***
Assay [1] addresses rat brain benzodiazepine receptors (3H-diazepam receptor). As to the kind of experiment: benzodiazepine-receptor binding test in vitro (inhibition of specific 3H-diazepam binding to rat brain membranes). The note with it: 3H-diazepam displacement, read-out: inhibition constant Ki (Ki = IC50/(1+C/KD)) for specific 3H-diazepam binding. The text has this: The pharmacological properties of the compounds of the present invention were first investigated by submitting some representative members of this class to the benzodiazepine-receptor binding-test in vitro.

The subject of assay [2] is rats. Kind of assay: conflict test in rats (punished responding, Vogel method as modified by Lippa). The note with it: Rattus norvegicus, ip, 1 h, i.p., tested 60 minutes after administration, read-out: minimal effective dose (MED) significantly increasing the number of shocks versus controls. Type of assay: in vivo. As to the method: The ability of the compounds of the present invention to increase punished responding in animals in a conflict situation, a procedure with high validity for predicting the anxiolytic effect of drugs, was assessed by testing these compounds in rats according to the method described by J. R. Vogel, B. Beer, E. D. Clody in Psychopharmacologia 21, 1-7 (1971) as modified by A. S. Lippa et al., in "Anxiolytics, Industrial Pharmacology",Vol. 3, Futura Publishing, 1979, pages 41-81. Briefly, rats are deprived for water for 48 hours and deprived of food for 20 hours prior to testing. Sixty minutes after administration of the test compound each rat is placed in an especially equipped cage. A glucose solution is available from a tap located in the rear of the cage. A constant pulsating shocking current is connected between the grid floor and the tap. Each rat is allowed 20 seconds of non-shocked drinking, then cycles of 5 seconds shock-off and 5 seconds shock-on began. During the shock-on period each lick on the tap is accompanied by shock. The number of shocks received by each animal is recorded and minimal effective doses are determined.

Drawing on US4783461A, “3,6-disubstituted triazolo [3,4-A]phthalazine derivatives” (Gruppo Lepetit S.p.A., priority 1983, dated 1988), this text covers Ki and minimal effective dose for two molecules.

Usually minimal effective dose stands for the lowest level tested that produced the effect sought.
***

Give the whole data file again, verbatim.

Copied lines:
Assay [1] addresses rat brain benzodiazepine receptors (3H-diazepam receptor). As to the kind of experiment: benzodiazepine-receptor binding test in vitro (inhibition of specific 3H-diazepam binding to rat brain membranes). The note with it: 3H-diazepam displacement, read-out: inhibition constant Ki (Ki = IC50/(1+C/KD)) for specific 3H-diazepam binding. The text has this: The pharmacological properties of the compounds of the present invention were first investigated by submitting some representative members of this class to the benzodiazepine-receptor binding-test in vitro.

The subject of assay [2] is rats. Kind of assay: conflict test in rats (punished responding, Vogel method as modified by Lippa). The note with it: Rattus norvegicus, ip, 1 h, i.p., tested 60 minutes after administration, read-out: minimal effective dose (MED) significantly increasing the number of shocks versus controls. Type of assay: in vivo. As to the method: The ability of the compounds of the present invention to increase punished responding in animals in a conflict situation, a procedure with high validity for predicting the anxiolytic effect of drugs, was assessed by testing these compounds in rats according to the method described by J. R. Vogel, B. Beer, E. D. Clody in Psychopharmacologia 21, 1-7 (1971) as modified by A. S. Lippa et al., in "Anxiolytics, Industrial Pharmacology",Vol. 3, Futura Publishing, 1979, pages 41-81. Briefly, rats are deprived for water for 48 hours and deprived of food for 20 hours prior to testing. Sixty minutes after administration of the test compound each rat is placed in an especially equipped cage. A glucose solution is available from a tap located in the rear of the cage. A constant pulsating shocking current is connected between the grid floor and the tap. Each rat is allowed 20 seconds of non-shocked drinking, then cycles of 5 seconds shock-off and 5 seconds shock-on began. During the shock-on period each lick on the tap is accompanied by shock. The number of shocks received by each animal is recorded and minimal effective doses are determined.

Drawing on US4783461A, “3,6-disubstituted triazolo [3,4-A]phthalazine derivatives” (Gruppo Lepetit S.p.A., priority 1983, dated 1988), this text covers Ki and minimal effective dose for two molecules.

Usually minimal effective dose stands for the lowest level tested that produced the effect sought.